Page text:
This sedge is driving me nuts!

As the weather heats up and nature swings back into high gear, so does the work on the small farm unit. We arrived on the farm Monday to find that our steers were not in their designated pasture and began a brief, but frantic search. They turned up on the far side of our lower fields, standing in the shade, eating dew soaked grass. Image


Marisa and I flanked them from either side and corralled them toward the pasture, while Phillip rode ahead on the gator in case they made a run for it. 



We moved them back across the fields and into their pasture without incident, then worked on our electric fence for a bit to make sure it would be more persuasive, should they try to escape again. 


Although it is early in the season, we have also been doing a lot of harvesting in our high tunnels. This week alone we produced enough lettuce and spinach to fill the bed of our farm truck (In sanitary boxes of course).


Our produce is primarily donated to a local soup kitchen with a wonderful chef, who finds creative ways to use whatever we have in season. We also donate to the nearby neurological center and various non profits in Goldsboro. 

In the past couple of weeks the weather has finally begun allowing us to move our transplants out of the cold frames and into the fields.  



This brings me to the theme of this weeks post, nutsedge. Nutsedge is a perennial weed that resembles grass and persists in frequently disturbed soils by storing starches in its roots. It is considered a noxious weed by the USDA and it is the bane of my existence. We spent in the neighborhood of 5 hours this week exclusively on our hands and knees digging nutsedge our of our rows and if we look away for a minute, it seems as if it grows right back.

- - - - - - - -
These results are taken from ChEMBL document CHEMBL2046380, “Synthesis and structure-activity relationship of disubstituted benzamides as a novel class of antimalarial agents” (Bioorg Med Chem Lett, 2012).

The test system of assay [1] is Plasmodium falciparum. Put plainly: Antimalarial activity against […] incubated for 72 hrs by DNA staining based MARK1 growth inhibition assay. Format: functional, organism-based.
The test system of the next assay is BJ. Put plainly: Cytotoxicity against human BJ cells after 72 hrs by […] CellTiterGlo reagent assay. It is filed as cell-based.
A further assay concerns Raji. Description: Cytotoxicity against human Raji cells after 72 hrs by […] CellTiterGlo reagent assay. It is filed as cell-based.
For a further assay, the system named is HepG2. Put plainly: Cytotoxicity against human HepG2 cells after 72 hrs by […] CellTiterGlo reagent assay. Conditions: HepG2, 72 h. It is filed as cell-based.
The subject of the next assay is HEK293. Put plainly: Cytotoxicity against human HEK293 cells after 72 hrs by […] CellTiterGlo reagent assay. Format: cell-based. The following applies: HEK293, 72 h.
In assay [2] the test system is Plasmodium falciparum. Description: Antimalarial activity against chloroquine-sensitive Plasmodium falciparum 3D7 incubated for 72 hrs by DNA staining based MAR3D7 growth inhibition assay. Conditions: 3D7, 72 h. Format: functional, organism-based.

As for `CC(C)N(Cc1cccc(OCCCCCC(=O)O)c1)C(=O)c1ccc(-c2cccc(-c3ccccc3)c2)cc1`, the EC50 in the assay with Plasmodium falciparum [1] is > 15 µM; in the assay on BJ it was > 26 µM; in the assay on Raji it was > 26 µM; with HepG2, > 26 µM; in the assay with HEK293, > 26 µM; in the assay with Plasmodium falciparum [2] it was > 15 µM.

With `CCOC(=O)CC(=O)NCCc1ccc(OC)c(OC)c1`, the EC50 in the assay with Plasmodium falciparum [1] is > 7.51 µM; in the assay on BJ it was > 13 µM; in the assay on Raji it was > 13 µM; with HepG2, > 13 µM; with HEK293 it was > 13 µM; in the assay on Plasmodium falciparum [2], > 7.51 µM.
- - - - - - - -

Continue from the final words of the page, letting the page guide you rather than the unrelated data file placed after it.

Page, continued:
The above picture shows the vegetative portion of the plant, as well as the starch filled root.

My favorite part of this week was learning how to do a field calculation to estimate the amount of nitrogen per acre that your cover crop provides. After a lesson on variable nitrogen content and decomposition of organic matter Evan Taylor, our resident research specialist, brought us out to show us first hand.


We randomly selected two points in the field to place a small PVC square and cut all of the vegetation within its boundary. 



We then weighed the cover crop and used previously collected data to estimate the amount of nitrogen per pound and therefore estimate how much was in our field.


Finally, this week I began my community work with Ms. Gladys McClary at the WA Foster center. We will be using an existing garden to plant vegetables and fruit with the help of our enthusiastic junior gardeners and the surrounding community. 


If you would like to catch up with our former apprentice Carolina Hampton and read about her latest farming venture at the Octopus Garden in Valle Crucis, NC, you can do so here:


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